Updating A Classic: Elite Force Mk18 by VFC Review
In the world of airsoft guns, the M4 model is ubiquitous. Everyone has owned one. Everyone knows some body who has owned one. Within the microcosm of just M4's the Mk18 variant is just as ubiquitous. Gaining popularity for it's use with American special operators, it has become a very popular build style for M4 users due in part to it's popularity but also it's utilitarian features.
Why would anyone be excited about a new model of Mk18? What makes this one so worthy of note that it's worth talking about in 2019 when there is a literal deluge of cool unique guns to open up and review instead?
Sometimes, a product comes along that is so exquisitely put together you can't help but take notice. This Elite Force Mk18 was firmly off of our radar here at AirsoftRifle.com HQ until a few short weeks ago. We had the opportunity to check this gun out in person at Airsoft GI's BB Wars: The Rise of Darth Cisco, where Elite Force was a sponsor, and brought one to check out for the players at the event. While we still had to wait for the final model to arrive before we could begin our review, what we saw at the game enticed us enough to get excited for many of the same reasons it's cousin in the 416A5 that we reviewed earlier this year did.
VFC is a legendary manufacturer in the airsoft business. Their reputation stems from a long lineage of highly crafted external parts and construction, and even more recently innovative ideas inside of the gearbox to get performance up to par with looks.
The Avalon series has been a gold standard for airsoft guns for quite a while, having it's operating system find it's way into other popular VFC AEG's including the 416A5 and several MP5's. The VFC mk18 being distributed by Elite Force continues this trend.
While it doesn't do anything new or unique, what it does do is get almost every detail right, with a few minor gripes that bother a strict clone-building purist. The trademarks on the rail match it's real world counterpart. The combination of colors on the polymer furniture also allude to real-world special forces units operating in the Middle-East. VFC even has the correct sights to make everything line up properly and keep you on target. Fire controls feel flawless, and even lose the spongy-ness we disliked on the 416.
We have one minor complaint with the rifle, and that has to do with receiver trademarks. For a rifle so close to a perfect recreation, seeing the "Avalon" markings on the receiver instead of licensing the rights to a Daniel Defense or Colt branded lower are a misstep, however licensing issues likely prevented this from ever being a real possibility. Ultimately, we can't fault the gun for it, especially in light of all it gets right.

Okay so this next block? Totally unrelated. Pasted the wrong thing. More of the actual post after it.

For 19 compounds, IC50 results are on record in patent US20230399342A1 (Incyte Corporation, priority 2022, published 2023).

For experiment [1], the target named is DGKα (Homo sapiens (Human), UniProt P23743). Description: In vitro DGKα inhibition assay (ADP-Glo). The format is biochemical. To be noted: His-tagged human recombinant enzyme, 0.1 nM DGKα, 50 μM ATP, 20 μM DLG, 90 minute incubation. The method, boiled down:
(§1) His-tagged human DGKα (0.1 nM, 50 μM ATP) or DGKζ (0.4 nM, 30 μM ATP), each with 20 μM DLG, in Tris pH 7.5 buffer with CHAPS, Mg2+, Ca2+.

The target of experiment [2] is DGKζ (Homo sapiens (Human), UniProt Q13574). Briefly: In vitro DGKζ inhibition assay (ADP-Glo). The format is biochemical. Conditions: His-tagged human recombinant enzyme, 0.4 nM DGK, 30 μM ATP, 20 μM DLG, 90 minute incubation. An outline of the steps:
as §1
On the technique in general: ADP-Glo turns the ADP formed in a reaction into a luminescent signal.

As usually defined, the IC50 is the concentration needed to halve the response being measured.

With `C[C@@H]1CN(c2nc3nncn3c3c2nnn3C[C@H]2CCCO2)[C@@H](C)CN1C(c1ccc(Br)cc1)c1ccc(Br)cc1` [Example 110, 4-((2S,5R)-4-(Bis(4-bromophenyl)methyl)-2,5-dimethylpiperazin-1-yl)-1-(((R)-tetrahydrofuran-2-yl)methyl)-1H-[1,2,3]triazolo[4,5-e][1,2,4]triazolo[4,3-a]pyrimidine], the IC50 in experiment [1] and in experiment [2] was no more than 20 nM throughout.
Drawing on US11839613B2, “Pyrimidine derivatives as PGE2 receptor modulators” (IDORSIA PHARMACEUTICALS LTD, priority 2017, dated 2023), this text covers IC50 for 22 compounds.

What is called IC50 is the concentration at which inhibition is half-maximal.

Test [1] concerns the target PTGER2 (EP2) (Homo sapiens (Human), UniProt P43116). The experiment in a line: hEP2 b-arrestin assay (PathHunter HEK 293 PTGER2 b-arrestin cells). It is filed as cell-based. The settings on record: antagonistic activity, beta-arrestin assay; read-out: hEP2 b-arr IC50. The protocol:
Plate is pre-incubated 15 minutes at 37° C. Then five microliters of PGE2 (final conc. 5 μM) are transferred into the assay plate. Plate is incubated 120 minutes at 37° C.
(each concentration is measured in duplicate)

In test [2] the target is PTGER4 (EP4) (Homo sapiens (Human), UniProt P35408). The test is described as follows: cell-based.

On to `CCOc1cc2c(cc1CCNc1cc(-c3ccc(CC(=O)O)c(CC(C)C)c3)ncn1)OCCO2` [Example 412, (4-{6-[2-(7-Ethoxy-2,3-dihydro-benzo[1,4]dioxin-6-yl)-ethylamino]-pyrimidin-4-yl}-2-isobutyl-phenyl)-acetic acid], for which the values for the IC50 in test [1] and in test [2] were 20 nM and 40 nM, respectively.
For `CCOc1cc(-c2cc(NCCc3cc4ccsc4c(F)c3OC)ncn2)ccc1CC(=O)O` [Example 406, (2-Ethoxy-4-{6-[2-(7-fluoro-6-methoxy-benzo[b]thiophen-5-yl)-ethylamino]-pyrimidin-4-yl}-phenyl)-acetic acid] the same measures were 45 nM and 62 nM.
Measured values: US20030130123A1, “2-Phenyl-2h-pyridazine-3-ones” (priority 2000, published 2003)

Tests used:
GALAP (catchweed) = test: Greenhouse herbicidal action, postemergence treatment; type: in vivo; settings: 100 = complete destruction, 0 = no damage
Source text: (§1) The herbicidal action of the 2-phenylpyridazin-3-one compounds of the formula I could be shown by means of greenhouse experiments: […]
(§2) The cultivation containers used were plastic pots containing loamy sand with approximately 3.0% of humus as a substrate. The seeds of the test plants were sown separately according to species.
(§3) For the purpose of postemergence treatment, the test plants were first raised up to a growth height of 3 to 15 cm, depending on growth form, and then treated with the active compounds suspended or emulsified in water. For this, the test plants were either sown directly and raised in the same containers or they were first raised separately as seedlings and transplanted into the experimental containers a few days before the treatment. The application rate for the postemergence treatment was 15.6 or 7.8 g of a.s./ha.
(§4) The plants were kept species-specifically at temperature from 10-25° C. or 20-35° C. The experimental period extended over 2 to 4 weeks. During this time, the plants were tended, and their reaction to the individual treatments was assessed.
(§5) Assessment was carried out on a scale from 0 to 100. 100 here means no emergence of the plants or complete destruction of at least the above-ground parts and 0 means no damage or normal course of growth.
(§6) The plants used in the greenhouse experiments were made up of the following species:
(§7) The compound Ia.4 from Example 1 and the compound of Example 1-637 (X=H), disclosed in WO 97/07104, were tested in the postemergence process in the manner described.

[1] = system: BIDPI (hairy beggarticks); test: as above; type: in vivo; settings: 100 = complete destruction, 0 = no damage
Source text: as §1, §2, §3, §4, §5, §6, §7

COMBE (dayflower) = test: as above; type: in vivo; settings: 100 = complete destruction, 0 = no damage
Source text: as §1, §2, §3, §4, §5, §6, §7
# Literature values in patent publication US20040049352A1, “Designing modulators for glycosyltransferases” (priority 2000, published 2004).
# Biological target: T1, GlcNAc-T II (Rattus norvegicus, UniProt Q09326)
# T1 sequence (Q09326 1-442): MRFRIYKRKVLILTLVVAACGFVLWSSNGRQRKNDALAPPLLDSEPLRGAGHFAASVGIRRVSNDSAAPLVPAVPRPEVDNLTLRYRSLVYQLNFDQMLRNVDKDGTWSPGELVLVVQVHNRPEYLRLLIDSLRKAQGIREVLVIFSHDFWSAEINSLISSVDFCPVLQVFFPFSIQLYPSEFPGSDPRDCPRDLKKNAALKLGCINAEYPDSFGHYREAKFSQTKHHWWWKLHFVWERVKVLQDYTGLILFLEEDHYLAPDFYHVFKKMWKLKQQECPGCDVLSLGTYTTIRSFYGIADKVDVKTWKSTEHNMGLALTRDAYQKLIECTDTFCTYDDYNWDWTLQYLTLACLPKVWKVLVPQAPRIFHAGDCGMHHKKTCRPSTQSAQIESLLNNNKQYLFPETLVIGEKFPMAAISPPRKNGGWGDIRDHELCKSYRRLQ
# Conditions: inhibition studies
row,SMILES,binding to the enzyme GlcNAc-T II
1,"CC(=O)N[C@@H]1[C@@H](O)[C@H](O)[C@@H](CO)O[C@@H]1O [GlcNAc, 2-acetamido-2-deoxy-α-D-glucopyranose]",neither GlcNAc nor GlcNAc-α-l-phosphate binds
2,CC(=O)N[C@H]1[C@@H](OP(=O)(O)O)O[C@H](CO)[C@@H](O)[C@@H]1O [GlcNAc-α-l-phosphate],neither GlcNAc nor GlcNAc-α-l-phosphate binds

We were not surprised at all by the performance of this rifle.
That statement sounds exceptionally bold when you read it out loud, but truthfully the pedigree of this rifle meant we knew exactly what to expect. That expectation was met in spades. Featuring the Avalon internal components that put VFC at the top of the proverbial chart, this gun has an intelligently designed and manufactured gearbox that pushes serious performance.
Trigger response in semi-auto was superb, keeping up with my trigger finger on an 11.1v battery. We didn't even run into the double-tapping and over-cycling issues present on earlier models of the Avalon, making this one of the best models yet. Every shot broke out past the 200 foot mark, and FPS settled in the high 380's on the production model we ran through the chronograph. This rifle performed the way an Avalon should, and that's absolutely a good thing.
It's geared for field play, but it would be quite a simple endeavor to swap to a lower powered spring, and build your personal Mk18 out for close quarters game play. Consider a suppressor and an extended barrel to make a pocket sized rifle capable of DMR like performance. This rifle can really do it all, depending on how you build it out.
Let's break down the value of this Mk18.
It costs $400 right now, the same as the VFC Mp7, which we thought wasn't worth the cash.
It has the performance of the more expensive 416A5, which we loved and called effectively perfect.
It is ALSO "just another M4" albeit an exquisitely made one.
Does that make this rifle a good value? Is it something you should consider buying?
Let's look at it another way. A standard Avalon costs $365 to $385, then plus it up a bit for the inclusion of a licensed and authentic rail over the stock Avalon. Buying those separate would push cost well over $500. Couple this now $100 savings with the stellar performance (our chief complaint of the MP7) and you have another win from VFC.
The Mk18 gets a firm win from us at Airsoft Rifle. It may be a bit boring for many players with more exotic tastes, but if you're down with the OG airsoft classic, this should be a no-brainer buy for your next performance rifle.
If you'd like to grab your own, click HERE.